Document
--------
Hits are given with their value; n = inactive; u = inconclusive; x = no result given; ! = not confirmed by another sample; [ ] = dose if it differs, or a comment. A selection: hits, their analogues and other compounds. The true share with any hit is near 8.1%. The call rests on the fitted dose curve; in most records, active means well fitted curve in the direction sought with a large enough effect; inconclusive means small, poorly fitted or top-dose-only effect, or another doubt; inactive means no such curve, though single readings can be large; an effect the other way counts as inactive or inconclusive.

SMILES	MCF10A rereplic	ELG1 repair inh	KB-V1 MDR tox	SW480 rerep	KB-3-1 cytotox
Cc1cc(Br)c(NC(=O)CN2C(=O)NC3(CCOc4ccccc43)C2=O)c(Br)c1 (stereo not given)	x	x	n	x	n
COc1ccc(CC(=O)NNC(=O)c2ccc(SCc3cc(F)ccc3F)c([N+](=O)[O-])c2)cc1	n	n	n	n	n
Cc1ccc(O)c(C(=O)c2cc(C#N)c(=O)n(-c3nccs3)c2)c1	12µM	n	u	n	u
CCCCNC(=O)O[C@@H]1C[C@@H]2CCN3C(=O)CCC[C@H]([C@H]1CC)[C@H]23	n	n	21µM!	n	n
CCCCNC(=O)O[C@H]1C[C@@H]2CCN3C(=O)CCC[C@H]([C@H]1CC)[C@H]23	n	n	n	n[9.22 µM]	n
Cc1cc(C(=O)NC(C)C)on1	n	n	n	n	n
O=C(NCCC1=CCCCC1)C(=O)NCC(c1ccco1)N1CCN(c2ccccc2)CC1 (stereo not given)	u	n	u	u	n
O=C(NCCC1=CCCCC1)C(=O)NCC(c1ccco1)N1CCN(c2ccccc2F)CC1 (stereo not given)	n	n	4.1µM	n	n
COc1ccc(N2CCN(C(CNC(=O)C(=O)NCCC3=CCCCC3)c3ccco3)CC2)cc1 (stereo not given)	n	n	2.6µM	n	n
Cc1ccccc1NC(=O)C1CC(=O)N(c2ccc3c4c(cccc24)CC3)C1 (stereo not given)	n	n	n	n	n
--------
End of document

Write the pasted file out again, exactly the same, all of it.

Hits are given with their value; n = inactive; u = inconclusive; x = no result given; ! = not confirmed by another sample; [ ] = dose if it differs, or a comment. A selection: hits, their analogues and other compounds. The true share with any hit is near 8.1%. The call rests on the fitted dose curve; in most records, active means well fitted curve in the direction sought with a large enough effect; inconclusive means small, poorly fitted or top-dose-only effect, or another doubt; inactive means no such curve, though single readings can be large; an effect the other way counts as inactive or inconclusive.

SMILES	MCF10A rereplic	ELG1 repair inh	KB-V1 MDR tox	SW480 rerep	KB-3-1 cytotox
Cc1cc(Br)c(NC(=O)CN2C(=O)NC3(CCOc4ccccc43)C2=O)c(Br)c1 (stereo not given)	x	x	n	x	n
COc1ccc(CC(=O)NNC(=O)c2ccc(SCc3cc(F)ccc3F)c([N+](=O)[O-])c2)cc1	n	n	n	n	n
Cc1ccc(O)c(C(=O)c2cc(C#N)c(=O)n(-c3nccs3)c2)c1	12µM	n	u	n	u
CCCCNC(=O)O[C@@H]1C[C@@H]2CCN3C(=O)CCC[C@H]([C@H]1CC)[C@H]23	n	n	21µM!	n	n
CCCCNC(=O)O[C@H]1C[C@@H]2CCN3C(=O)CCC[C@H]([C@H]1CC)[C@H]23	n	n	n	n[9.22 µM]	n
Cc1cc(C(=O)NC(C)C)on1	n	n	n	n	n
O=C(NCCC1=CCCCC1)C(=O)NCC(c1ccco1)N1CCN(c2ccccc2)CC1 (stereo not given)	u	n	u	u	n
O=C(NCCC1=CCCCC1)C(=O)NCC(c1ccco1)N1CCN(c2ccccc2F)CC1 (stereo not given)	n	n	4.1µM	n	n
COc1ccc(N2CCN(C(CNC(=O)C(=O)NCCC3=CCCCC3)c3ccco3)CC2)cc1 (stereo not given)	n	n	2.6µM	n	n
Cc1ccccc1NC(=O)C1CC(=O)N(c2ccc3c4c(cccc24)CC3)C1 (stereo not given)	n	n	n	n	n